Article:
What Are The Grounds For Contesting a Will in Ontario?

Two sisters fighting over a will

When a loved one dies, you will have a number of legal responsibilities to deal with… one of the major ones being locating the person’s will and administer the estate according to the wishes laid out in it.

However, the most complicated legal battles around wills are when disagreements arise. 

Have you considered what happens when a will is contested in Ontario? Or, better yet, are you aware of the grounds for contesting a will in Ontario?

We have outlined what happens when a will is contested and what exactly are the justifications for contesting a will. 

Who Can Contest a Will? 

It’s important to know that not everyone has the right to contest a will. 

In order to qualify for contesting a will, you must have had a certain type of relationship with the deceased. This includes if you were family members, were considered family members, lived with the deceased and were in a romantic relationship or finally were mentioned by name in the will. 

What is the First Step in a Will Dispute?

In cases where it is not possible to resolve a contested will situation within the family, your next step would be to seek advice from a lawyer who specializes in contentious probate.

Contentious probate or a disputed will is a dispute involving inheritance or the validity of a will. From there, your lawyer will be able to guide you through what your role is in the dispute process and how they will be able to assist you.  A first step may be filing with the Court to block the appointment of the estate trustee and advise the court that the issues are in dispute.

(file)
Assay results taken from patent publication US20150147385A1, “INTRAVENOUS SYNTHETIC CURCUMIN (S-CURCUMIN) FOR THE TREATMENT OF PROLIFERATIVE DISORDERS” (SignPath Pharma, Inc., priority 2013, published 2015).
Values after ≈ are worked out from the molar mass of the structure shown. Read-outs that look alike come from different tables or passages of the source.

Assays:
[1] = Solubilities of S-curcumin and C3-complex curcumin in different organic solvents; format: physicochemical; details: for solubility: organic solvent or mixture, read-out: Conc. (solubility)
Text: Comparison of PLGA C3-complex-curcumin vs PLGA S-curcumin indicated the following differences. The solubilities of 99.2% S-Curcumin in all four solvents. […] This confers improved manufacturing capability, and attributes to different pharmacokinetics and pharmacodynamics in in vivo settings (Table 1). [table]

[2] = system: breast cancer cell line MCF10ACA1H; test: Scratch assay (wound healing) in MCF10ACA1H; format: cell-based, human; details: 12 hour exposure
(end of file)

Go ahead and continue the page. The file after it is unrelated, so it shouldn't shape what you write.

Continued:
What are the Grounds for Contesting a Will?

There are a couple of common situations when the courts have determined the validity of the contention should be enforced. 

Wills in Ontario can be challenged on different grounds. Below are some of the most common concerns during the contesting of a will: 

  • Fraud or unclear intentions 
  • Unwarranted influence  
  • Lack of capacity to make a will 
  • Not properly witnessed when signed
  • Lack of conditions for spouse or dependants 

There are additional grounds for contesting a will, which we have outlined in our article, ‘Under What Circumstances May a Will be Contested in Ontario?’. 


Having trouble finalizing a will or having issues with family members?  

Feel free to call our office today to book a free 30-minute consultation.

This blog is made available by the law firm publisher, Epstein & Associates, for educational purposes. It provides general information and a general understanding of the law but does not provide specific legal advice. Any specific questions about your legal concerns please contact us now and speak to an expert today.